I remember what it felt like, to be a woman who wanted children and didn’t have them. That isn’t to say that I “know” what you are experiencing, or that I think we must feel the same. Instead, I hope that my own experience can help me be more sensitive, more compassionate, to those who are still walking this path.
Keep going. The only way is through this. I have no answers for what this journey holds for you - I simply know that standing still isn’t an option. Give yourself grace, and a healthy dose of self-care. Whether that be talk therapy, confiding in a friend, or a spa day - make it happen.
Your story is yours and yours alone. I cannot possibly know if you’d benefit from sharing it or from keeping it private. What I do know is that your story deserves to be honored, and that every individual story has purpose. Your voice matters. And if you’d rather not use it, that’s totally fine. But never let anyone make you feel that you should remain silent for their comfort.
Trigger Warning: Following is a fictional account inspired by real-life women who struggle with infertility. Please protect your heart and use your best judgment.
There’s a specific agony in that two week wait. It’s gut-wrenching, to feel so helpless. Knowing that you could be carrying life within you, and being forced to wait to confirm your suspicions. Every feeling, every twinge, every ache makes you take pause. Does this mean I am pregnant? Am I having a miscarriage or a chemical pregnancy? Could this be the one? And you wait. And you wait and you wait.
Sitting outside the pharmacy, you work up the nerve to buy yet another test. When the cashier recognizes you and wishes you luck, you cringe. It’s a violation of your privacy in a way that felt sincerely kind - and yet, it is a violation all the same. When you get home, you order a 50-pack of lab-grade urine tests on Amazon.
Stomach in knots, you pretend like there isn’t a pregnancy test screaming your name from the bathroom. You make dinner, you do the dishes, you watch some crappy reality TV. It’s bedtime and you know that rest will evade you even if your body sleeps. You wake up as if your skin is on fire and your stomach immediately drops. It’s time. Your thoughts race faster than your legs can carry you to the toilet. You pee. You dip. You wait. After two whole weeks, two minutes ought to be a cakewalk. It is anything but.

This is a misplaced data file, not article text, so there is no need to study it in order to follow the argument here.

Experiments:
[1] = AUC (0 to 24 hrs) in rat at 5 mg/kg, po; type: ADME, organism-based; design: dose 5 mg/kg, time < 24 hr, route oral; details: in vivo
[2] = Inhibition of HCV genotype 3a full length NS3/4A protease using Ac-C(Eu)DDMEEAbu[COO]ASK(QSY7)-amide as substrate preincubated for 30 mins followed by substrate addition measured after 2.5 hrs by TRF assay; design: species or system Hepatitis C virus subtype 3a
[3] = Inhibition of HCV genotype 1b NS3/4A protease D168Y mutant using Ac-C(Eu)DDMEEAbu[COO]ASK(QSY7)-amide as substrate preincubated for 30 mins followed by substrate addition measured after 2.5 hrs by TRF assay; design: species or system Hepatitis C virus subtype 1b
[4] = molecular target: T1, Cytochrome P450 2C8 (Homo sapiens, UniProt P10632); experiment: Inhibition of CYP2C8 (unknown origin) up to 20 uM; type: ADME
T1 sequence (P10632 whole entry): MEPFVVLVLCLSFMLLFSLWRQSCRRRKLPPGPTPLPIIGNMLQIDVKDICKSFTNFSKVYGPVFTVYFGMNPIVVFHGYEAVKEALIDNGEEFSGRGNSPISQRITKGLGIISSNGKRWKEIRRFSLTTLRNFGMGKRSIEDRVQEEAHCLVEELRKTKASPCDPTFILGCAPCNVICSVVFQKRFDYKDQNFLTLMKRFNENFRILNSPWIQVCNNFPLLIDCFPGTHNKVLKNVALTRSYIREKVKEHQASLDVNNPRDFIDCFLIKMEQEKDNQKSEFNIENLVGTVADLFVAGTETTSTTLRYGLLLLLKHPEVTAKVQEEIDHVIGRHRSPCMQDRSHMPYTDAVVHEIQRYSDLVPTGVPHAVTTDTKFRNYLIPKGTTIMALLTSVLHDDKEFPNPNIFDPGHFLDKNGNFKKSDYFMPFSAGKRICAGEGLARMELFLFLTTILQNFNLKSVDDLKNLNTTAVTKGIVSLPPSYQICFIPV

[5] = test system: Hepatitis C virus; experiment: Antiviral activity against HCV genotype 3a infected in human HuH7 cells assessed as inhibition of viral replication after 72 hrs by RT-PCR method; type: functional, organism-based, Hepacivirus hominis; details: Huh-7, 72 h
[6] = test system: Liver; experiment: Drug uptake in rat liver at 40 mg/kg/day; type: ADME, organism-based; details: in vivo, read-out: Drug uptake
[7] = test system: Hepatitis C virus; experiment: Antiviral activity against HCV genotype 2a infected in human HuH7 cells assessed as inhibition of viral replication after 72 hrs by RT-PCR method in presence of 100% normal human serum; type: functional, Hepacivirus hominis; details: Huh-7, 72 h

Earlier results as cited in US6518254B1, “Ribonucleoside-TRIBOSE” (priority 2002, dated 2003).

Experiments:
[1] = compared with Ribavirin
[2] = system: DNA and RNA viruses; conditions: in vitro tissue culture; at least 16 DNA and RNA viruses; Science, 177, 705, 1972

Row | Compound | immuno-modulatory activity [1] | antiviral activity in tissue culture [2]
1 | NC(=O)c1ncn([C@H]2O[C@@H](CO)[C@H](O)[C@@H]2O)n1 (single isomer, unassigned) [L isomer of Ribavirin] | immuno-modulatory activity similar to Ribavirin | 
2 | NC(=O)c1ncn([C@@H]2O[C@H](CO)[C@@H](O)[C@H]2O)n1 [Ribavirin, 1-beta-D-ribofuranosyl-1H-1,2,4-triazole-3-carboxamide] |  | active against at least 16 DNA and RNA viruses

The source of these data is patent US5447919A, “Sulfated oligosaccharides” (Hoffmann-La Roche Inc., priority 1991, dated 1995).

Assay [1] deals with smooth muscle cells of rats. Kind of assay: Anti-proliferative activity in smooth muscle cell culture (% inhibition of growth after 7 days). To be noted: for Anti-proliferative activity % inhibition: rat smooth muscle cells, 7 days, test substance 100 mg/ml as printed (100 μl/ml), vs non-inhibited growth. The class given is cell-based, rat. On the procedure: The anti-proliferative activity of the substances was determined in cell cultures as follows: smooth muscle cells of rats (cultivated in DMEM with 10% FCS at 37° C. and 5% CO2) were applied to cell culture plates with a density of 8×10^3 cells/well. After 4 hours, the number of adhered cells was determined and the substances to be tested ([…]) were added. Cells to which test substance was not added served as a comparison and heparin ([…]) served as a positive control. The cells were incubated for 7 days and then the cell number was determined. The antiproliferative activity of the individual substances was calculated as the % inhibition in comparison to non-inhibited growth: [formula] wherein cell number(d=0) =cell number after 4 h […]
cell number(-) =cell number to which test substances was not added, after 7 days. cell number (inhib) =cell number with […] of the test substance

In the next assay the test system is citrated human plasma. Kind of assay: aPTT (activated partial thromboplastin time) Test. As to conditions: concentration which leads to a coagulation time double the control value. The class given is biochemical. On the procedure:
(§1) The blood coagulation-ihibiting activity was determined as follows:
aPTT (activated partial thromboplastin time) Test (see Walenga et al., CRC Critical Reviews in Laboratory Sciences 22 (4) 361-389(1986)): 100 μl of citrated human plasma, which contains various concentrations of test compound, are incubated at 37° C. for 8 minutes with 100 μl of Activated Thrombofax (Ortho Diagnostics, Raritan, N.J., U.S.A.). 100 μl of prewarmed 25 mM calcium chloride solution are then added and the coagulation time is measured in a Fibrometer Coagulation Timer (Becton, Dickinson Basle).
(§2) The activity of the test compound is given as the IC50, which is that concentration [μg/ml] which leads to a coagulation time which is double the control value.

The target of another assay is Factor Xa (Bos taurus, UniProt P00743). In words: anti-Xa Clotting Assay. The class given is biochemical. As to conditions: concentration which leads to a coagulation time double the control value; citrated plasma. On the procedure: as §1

Staring at the test is tearing you apart so you distract yourself by making coffee, which of course, makes you wonder if you’ll be drinking coffee tomorrow morning or if you’ll give it up cold turkey in deference to the baby that may or may not be.
Hands shaking, you grasp the test. Close your eyes. Breathing in feels like you’re inhaling steel wool and you exhale shakily. “Quick!”, you think, “You have to read it within five minutes, remember?” Of course you remember. You’ve nearly memorized the instructions for this particular brand.
Reading your results is like leaping off of a cliff. Your stomach drops and your heart races, adrenalin making your ears pound with each beat. There’s no turning back now. Like ripping off a band-aid, you swiftly turn over the test and glance. You squint. You furrow your brow. Time stops and you can hear your own breathing.
It’s negative. It is always negative. It feels like it will always be negative.
Please help me understand how I can best support women who long to be mothers. Find me on Twitter @pi3sugarpi3.